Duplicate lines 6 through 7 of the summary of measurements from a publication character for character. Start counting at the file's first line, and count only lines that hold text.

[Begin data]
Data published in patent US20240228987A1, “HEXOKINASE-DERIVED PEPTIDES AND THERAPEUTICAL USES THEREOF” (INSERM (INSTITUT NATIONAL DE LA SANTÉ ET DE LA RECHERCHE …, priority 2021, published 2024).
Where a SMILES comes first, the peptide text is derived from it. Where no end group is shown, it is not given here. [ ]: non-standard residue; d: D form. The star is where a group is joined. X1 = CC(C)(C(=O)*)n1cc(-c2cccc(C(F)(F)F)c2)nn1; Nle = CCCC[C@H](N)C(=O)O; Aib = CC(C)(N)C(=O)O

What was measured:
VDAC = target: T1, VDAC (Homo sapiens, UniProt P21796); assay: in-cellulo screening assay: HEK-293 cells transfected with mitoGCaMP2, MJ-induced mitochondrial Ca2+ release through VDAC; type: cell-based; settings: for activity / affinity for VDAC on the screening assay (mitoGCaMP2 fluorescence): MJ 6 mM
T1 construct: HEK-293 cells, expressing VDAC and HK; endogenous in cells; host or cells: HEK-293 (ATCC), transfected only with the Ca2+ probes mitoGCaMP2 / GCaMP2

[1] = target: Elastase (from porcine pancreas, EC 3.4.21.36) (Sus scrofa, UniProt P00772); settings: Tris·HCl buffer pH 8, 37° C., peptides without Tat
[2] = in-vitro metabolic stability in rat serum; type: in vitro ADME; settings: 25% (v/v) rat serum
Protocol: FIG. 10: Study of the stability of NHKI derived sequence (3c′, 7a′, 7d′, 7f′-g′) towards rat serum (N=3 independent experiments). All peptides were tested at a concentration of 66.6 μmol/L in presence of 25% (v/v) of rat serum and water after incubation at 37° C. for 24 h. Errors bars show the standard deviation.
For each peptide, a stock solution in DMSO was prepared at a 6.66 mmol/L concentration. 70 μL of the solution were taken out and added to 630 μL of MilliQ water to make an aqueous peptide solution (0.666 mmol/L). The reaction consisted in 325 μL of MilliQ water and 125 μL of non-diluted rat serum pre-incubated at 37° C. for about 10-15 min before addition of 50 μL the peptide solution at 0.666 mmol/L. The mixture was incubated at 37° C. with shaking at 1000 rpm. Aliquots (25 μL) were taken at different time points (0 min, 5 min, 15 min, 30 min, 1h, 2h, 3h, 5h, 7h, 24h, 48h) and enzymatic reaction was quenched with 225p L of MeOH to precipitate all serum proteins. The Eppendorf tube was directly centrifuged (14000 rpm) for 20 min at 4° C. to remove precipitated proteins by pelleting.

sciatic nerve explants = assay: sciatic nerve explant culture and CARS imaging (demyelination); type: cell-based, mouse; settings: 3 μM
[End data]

[1] = target: Elastase (from porcine pancreas, EC 3.4.21.36) (Sus scrofa, UniProt P00772); settings: Tris·HCl buffer pH 8, 37° C., peptides without Tat
[2] = in-vitro metabolic stability in rat serum; type: in vitro ADME; settings: 25% (v/v) rat serum